The region of Campania is touched to the west by the Mar Tirreno and is mostly made of hills (51%). The remaining part of the territory is made of mountains for the 34% and plains for the 15%.
Campania is a rich land thanks to its always mild climate, which made its scenarios full of beautiful colors. The sea is a characterising element and the coast is always varied, composed by gulfs, ripid cliffs, indentations and calm bays, on which you can see the Islands of Capri, Ischia and Procida.
The region is characterised by the presence of the Vesuvio, inactive volcano which dominates the Golfo di Napoli, which allowed the land below it to be so fertile.
The region of Campania, in fact, is the most productive in terms of agricultural products. It holds the national record for the production of tomatoes, potatoes, pepperoni, apricots, cherries, and various other types of vegetables and fruit. There's also an important production of citrus fruits, wine and oil, which are at the base of the local gastronomy.
Originally inhabited by the Ausoni, towards the VIII century B.C. the region was invaded from the sea by the Greeks, who founded on the coast the city of Cuma.
In the VI century, the Etruscans arrived from the north, who gave birth to the "Lega di Dodici CittÓ", League of Twelve Cities, with Capua at its head. The towns of Cuma and Capua soon were at battle, and in 474 B.C Capua was forced to surrender.
In the second half of the V century B.C, the Sannitic invasion began. With the descent of Hannibal and the second Punic war, the Sannites organized themselves against Rome, but were defeated and "Romanized". During the Empire, Campania was part, with Lazio, of the first Italian region, and with Diocletian it became and independent region.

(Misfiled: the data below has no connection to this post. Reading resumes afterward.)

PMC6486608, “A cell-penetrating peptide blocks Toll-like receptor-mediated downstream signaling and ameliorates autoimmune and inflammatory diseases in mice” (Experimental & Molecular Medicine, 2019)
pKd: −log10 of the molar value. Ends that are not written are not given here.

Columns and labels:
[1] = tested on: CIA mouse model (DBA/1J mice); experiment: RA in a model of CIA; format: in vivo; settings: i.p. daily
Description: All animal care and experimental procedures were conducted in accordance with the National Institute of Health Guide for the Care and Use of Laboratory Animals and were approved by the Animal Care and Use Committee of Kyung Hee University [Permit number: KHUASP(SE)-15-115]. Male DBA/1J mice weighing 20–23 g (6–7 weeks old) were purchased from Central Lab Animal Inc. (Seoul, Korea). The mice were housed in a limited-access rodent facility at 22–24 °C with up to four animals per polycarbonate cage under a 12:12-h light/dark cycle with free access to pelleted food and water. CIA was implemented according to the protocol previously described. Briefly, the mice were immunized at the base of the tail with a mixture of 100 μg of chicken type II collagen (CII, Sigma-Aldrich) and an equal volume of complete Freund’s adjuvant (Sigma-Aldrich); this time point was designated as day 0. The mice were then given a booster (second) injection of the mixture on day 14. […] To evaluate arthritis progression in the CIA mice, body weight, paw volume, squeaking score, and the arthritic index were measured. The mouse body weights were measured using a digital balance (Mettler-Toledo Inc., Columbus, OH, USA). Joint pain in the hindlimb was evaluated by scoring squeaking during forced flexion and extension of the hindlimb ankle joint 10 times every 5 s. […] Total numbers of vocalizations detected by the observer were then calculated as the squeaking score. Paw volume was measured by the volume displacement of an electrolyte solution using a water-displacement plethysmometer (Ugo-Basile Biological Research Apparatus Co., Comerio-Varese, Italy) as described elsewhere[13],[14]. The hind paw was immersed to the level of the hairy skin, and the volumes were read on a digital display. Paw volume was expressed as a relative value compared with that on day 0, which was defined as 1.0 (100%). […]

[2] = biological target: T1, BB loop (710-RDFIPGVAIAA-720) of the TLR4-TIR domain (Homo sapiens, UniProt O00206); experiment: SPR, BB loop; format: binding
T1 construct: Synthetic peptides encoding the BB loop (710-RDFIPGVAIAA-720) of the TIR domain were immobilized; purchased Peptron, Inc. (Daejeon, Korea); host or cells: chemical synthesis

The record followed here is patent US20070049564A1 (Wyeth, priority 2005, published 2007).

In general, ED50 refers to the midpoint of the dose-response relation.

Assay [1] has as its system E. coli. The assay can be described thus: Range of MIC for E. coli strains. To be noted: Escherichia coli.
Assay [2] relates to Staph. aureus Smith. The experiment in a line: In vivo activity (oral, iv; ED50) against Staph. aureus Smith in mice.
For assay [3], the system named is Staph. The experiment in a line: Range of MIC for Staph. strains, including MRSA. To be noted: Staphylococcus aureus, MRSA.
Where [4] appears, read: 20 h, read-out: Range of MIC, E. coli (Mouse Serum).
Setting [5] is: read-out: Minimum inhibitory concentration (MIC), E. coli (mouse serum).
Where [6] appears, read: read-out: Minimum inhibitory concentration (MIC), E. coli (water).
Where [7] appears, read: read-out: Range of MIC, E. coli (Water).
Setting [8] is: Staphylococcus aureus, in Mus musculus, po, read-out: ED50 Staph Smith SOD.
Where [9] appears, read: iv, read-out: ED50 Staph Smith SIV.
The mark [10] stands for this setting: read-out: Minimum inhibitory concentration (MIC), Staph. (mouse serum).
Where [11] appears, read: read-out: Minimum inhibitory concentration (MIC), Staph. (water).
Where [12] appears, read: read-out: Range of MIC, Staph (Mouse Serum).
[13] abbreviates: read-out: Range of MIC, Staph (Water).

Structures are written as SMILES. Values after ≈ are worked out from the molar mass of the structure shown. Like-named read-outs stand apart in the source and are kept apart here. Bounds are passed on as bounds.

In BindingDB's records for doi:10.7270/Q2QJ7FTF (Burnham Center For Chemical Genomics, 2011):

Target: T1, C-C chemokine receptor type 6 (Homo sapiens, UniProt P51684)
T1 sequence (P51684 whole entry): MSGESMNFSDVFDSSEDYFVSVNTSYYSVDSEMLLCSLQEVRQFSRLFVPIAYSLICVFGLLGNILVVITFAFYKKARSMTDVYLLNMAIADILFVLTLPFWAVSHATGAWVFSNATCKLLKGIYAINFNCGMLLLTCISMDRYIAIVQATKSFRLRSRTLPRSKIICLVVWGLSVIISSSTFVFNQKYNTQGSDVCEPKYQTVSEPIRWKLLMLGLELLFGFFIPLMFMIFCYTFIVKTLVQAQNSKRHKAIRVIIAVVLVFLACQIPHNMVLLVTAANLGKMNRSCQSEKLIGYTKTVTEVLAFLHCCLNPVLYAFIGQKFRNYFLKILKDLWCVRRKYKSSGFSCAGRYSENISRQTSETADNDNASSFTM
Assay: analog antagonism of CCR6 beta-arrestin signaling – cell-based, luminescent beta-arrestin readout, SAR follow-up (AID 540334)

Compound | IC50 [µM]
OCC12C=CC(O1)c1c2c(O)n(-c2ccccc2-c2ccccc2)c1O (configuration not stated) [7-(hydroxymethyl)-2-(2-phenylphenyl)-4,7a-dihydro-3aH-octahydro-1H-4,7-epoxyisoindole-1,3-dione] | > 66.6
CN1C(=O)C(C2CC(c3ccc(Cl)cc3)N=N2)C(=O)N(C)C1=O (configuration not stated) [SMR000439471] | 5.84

In 570, with the invasion from the Longobardi, the region was divided with the Ducato di Benevento, while the middle part of Campania was under the control of the Roman Empire. Amalfi, thanks to its rich business, managed to become in the IX-XI centuries a sea republic.
Napoli was conquered by the Normans in 1139m and the region passed first to the Angioini then the Aragonesi between 1100 and 1200. After the reign of the Spanish and the short Austrian dominion, the region passed to the hands of Carlo VII di Borbone, who reigned until the Unity of Italy.
A holiday in Campania means to live fully the splendid Costiera Amalfitana, with the pictoresque centres of Sorrento, Positano, Amalfi, Praiano and Ravello, where it is possible to taste the excellent food accompanied by the white wine Lachrima Christi, produced at the feet of the Vesuvio.
It also means to visit the archeological ruins of Ercolano, Paestum and Pompei, the city which had been completely destroyed by the volcanic eruption in 79 B.C.
Napoli alone is worth a trip, since it is rich with monuments to visit like the Palazzo Reale, Porta Capuana, the Duomo di S. Gennaro, the Churches of S. Lorenzo Maggiore and S. Gregorio Armeno, and the museums of Capodimonte and the Museo Archeologico Nazionale, one of the most important in the world.
From the port you can reach the mundan Capri, which still holds the ruins of villa Jovis, imperial residence of Tiberius, the thermal Ischia, and the smaller but characteristic Procida. Going back to the mainland, a place worth of visit is Caserta, with its splendid Reggia ordered by Carlo III di Borbone and realized in 1752 by Luigi Vanvitelli, and Benevento, which holds one of the most renown monuments of the Roman times in southern Italy: the Arco di Traiano.